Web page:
15. 15.  January 0, 0 - MATLAB  January 1, 1 - Symbian, .NET  January 1, 1601 - COBOL, Windows  January 1, 1900 - LISP, SNTP  January 1, 1904 – Old Mac OS  January 1, 1970 - Unix Epoch (Linux, Mac OS X), Java, C, JavaScript, Perl, PHP, Python, Ruby Computer System Epochs
  16. 16.  Organizes days for social, religious, commercial or administrative purposes  Names periods like days, weeks, months, and years  Periods may follow cycles of the sun or moon  A date is a specific day in the system  May be based on an epoch Calendar System
  17. 17.  GMT is Greenwich Mean Time  Mean solar time at the Royal Observatory in Greenwich  UTC is Coordinated Universal Time  Precisely defined with atomic time  Does not change with seasons  Replaced GMT as reference time scale on 1 January 1972 UTC
  18. 18.  International standard for representation of dates and times  Uses the Gregorian calendar system  Ordered from most to least significant: year, month, day, hour, minute  Each date and time value has a fixed number of digits with leading zeros  Uses four-digit year at minimum, YYYY ISO 8601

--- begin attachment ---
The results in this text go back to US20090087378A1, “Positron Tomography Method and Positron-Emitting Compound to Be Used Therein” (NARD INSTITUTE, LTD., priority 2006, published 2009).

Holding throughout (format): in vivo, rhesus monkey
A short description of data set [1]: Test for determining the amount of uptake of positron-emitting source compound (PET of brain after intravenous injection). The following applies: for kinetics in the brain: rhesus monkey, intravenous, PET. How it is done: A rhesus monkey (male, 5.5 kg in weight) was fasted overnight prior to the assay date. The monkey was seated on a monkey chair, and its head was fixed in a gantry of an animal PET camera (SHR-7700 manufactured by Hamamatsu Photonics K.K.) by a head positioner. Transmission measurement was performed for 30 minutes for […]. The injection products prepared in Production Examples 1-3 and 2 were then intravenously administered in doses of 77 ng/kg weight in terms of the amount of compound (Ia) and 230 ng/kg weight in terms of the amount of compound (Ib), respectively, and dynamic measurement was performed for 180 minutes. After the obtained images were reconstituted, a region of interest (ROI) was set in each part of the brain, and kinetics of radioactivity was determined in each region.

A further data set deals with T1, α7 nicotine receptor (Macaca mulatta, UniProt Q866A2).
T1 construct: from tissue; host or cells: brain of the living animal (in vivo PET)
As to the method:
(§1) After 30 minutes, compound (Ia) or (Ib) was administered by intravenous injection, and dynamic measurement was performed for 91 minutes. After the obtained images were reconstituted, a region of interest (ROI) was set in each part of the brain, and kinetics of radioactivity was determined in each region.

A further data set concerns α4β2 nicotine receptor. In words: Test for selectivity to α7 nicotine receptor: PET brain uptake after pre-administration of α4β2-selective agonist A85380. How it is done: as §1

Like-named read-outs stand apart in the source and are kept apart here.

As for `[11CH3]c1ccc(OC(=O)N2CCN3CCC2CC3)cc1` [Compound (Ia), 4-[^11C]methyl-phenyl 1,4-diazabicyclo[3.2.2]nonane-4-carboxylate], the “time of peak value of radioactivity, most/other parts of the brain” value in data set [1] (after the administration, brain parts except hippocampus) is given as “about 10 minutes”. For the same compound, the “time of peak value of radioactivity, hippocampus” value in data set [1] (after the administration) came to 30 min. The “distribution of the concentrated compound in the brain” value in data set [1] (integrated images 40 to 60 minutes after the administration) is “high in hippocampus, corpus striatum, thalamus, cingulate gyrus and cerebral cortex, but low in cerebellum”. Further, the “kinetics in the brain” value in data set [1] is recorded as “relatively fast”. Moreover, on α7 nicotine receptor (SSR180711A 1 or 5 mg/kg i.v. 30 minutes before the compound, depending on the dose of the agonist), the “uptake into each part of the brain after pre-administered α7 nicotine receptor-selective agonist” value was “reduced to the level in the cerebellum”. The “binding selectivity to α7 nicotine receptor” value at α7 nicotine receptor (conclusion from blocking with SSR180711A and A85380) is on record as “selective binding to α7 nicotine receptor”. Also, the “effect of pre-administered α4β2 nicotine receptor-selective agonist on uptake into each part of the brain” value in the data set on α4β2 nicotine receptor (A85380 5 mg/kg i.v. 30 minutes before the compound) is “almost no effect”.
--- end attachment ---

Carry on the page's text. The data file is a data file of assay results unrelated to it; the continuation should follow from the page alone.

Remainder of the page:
19. 19. http://xkcd.com/1179/
  20. 20.  Machines have one view of time  discrete points corresponding to the smallest measurement possible  a single, ever increasing number  Humans have a different view of time  continuous timelines  calendar systems  arbitrary units like years, months, days, hours  time zones, and daylight savings rules Machine and Human Timelines
  21. 21.  Distinguish between machine and human views  Well-defined and clear purpose  Immutable, thread-safe  Reject null and bad arguments early  Extensible, by use of strategy pattern  Fluent interface with chained methods Design Principles
  22. 22.  Point on a discretized time-line  Stored to nanosecond resolution  long for seconds since epoch, and  int for nanosecond of second  Convert to any date time field using a Chronology  Use for event time-stamps Instant
  23. 23.  An indication of date or time that cannot identify a specific, unique instant  Definition uses fields such as year, month, day of month, and time of day  Commonly used partials, such as LocalDate and LocalTime are available  Others like MonthDay, YearMonth (card expiration?) are also available Partial